Here I am skiing near the beginning of doing the Silver Courier du Bois. I look a little tired here, but I’m pretty sure this is the near the first or second feeding station on the first day, so I’m not sure why. Maybe I was just cold? At various points along the way, they made large marks on your bib, such as when you got your pack weighed or when you finished a day. Maybe an efficient system for preventing cheaters, but it sure ruined your bib as a souvenir. But that’s how I know that this was early the first day – no marks.
I already wrote about my memories of the CSM. You can re-read them here.
(This is first of a new series: my mom sent me a bunch of my old pictures for Christmas and I’m in the process of scanning them and uploading them.)
In 1980, I was doing most of my training on road skis because my knees were already hurting. The Southern Ontario Ski Division had their first ever road ski race, and I figured I had an edge on the guys who were normally better than me on the snow because they probably trained mostly on foot. So I lined up on the front row beside guys I knew were way better than me on skis. Well, it turned out that they were still way better than me on road skis, so I quickly ended up in the back of the pack. But at least I was near enough the front of the pack in the first lap to get my picture on the front cover of the first (and probably last) issue of “Track”, the newsletter of the Southern Ontario Ski Division.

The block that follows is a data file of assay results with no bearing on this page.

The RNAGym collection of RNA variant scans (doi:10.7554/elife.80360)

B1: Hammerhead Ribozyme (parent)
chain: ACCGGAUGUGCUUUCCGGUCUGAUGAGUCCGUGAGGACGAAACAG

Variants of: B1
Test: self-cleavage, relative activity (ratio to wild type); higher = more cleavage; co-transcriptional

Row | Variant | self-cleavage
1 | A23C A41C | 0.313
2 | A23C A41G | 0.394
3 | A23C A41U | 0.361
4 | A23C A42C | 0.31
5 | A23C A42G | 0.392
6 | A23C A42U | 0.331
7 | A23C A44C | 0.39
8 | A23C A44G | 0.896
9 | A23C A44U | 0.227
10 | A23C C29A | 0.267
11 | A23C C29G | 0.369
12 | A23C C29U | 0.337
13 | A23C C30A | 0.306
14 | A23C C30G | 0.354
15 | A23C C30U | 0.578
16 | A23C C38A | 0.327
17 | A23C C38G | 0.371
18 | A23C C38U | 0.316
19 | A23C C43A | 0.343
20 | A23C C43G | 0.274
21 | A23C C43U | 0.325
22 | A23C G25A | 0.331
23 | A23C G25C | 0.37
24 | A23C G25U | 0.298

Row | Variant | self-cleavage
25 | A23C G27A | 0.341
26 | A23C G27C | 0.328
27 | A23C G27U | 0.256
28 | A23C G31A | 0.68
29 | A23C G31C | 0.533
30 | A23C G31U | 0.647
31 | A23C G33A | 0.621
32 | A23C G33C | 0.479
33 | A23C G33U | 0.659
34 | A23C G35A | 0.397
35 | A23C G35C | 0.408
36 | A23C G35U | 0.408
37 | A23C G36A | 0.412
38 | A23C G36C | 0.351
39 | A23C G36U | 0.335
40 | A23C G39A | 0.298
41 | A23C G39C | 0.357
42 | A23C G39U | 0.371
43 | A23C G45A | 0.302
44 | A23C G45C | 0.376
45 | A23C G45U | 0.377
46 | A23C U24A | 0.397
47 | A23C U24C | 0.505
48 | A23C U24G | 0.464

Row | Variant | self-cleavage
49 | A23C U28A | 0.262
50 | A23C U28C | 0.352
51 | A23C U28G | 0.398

In case you can’t figure out which young fit hirsute guy is hiding inside my current old bald and obese shell, I’m the one wearing bib number 532.
Thanks to Elizabeth for forwarding me this extremely interesting discussion of the Floyd Landis case: Editors’ Blog (EnvironmentalChemistry.com): Floyd Landis verdict update: still waiting and waiting and waiting…
There is some very interesting information in the links in the article, and in the discussion on the post itself.